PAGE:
Councilwoman's Murder Deals Blow to Temer's Security Policy in Rio

Councilwoman's Murder Deals Blow to Temer's Security Policy in Rio

Marielle Franco, a Rio de Janeiro city councilwoman who had become a symbol of hope for numerous city's poorest residents, was shot and killed Wednesday night in an attack police are preliminarily calling an assassination.

A member of the leftist Socialism and Liberty Party (PSOL), she got the fifth highest vote count in Rio's 2016 council elections.

The official revealed details on condition of anonymity because he was not authorized to discuss the case publicly.

A third person, an unidentified press officer, in the vehicle was injured by gunfire but survived.

On Feb. 16, Brazil's federal government handed control of public security in Rio to the military, the first such move since the end of the dictatorship here in 1985.

Franco says her political life began when she had just signed up for university on a special program for youths from favelas when her friend, also a student, was hit by a stray bullet.

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Legendary Brazilian singer Elza Soares, who is black, tweeted that this was "one of the few times when I can't find my voice".

- Ana c!ara otoni (@anaclaraotoni) March 15, 2018#MarielleFranco was an expert on police violence and on Saturday accused officers of being overly aggressive in searching residents of gang-controlled shanty towns.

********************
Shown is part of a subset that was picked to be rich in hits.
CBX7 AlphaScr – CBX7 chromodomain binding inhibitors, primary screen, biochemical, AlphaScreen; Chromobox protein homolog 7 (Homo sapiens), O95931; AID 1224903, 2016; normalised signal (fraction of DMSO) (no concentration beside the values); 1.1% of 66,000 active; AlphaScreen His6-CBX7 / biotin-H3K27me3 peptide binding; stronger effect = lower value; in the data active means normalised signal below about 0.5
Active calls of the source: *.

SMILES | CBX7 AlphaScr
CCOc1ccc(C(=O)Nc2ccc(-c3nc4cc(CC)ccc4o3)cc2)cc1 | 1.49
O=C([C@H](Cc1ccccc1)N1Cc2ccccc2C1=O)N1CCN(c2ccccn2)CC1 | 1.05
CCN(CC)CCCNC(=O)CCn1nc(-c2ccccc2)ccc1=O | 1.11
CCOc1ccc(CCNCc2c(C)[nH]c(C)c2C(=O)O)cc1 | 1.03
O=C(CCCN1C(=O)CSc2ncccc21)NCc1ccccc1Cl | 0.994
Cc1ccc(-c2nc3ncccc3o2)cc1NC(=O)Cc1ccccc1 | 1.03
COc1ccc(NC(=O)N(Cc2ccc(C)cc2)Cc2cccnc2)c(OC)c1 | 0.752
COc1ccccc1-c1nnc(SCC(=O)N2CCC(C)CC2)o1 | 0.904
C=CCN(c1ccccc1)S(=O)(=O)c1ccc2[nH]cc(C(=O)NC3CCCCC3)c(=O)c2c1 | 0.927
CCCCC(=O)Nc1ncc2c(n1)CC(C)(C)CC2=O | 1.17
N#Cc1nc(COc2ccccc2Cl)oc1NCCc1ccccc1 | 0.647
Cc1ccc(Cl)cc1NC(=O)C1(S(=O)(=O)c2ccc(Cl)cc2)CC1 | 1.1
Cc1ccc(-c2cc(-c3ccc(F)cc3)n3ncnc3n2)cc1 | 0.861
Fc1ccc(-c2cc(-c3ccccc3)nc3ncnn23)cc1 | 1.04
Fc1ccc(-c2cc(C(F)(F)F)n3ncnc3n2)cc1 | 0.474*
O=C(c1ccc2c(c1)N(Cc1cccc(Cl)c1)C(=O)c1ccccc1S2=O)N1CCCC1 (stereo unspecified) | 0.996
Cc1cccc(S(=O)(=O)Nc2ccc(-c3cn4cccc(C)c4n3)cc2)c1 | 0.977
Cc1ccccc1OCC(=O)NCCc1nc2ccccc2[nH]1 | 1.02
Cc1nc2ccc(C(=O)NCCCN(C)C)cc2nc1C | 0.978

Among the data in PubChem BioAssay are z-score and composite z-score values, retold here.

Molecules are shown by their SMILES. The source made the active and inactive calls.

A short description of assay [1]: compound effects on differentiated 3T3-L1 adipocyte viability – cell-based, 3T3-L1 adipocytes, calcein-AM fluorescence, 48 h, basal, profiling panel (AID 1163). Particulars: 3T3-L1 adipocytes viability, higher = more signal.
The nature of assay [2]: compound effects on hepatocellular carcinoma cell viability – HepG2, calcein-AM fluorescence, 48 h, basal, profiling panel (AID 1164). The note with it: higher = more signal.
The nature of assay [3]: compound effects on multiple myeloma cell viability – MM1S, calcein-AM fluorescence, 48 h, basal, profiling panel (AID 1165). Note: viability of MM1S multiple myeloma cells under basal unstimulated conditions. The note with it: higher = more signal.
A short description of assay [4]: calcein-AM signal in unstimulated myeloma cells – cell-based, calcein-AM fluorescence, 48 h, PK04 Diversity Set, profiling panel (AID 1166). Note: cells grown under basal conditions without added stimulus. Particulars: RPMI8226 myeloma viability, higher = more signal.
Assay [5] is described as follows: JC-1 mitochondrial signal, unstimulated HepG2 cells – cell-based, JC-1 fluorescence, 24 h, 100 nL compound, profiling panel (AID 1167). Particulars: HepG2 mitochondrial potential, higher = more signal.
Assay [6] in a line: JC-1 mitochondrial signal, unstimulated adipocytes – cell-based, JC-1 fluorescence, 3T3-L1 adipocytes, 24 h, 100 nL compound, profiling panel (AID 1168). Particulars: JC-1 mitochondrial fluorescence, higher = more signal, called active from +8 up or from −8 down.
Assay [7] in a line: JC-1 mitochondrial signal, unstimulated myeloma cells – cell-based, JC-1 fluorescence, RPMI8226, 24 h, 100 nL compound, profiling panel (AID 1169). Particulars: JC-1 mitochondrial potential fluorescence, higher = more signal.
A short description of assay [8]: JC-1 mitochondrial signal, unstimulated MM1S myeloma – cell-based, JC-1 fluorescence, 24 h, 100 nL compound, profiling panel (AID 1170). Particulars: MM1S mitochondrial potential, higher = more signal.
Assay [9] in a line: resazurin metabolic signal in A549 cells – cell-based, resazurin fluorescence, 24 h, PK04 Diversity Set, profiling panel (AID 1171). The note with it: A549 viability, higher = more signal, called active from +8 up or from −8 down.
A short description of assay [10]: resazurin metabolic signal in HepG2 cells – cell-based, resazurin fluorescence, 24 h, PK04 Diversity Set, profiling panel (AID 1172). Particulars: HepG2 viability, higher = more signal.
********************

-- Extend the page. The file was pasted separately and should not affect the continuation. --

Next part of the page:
Her violent death underscores challenges in reducing bloodshed in Brazilian cities, many of which rank among the most violent in the world.

No suspects have been announced by police, but Franco, who was 38, had ruffled many feathers - and that was her mission. Matheus Melo was leaving church when he was killed. "How many others will have to die for this war to end?" she wrote. "Do you know how many pictures of dead Marielles I see every day?"

Franco was born and raised in one of Rio's impoverished communities, where she became an activist. "A woman like us, black, from the favela, who had a lot of strength to face the institutional challenges of the politics that always kept us distant", said Daiene Mendes, a journalism student. "Because of the work I see bodies ― or pieces of bodies ― daily in that occupied Rio de Janeiro, used by people like the politicians who chose to intervene militarily only as an electoral battle horse".

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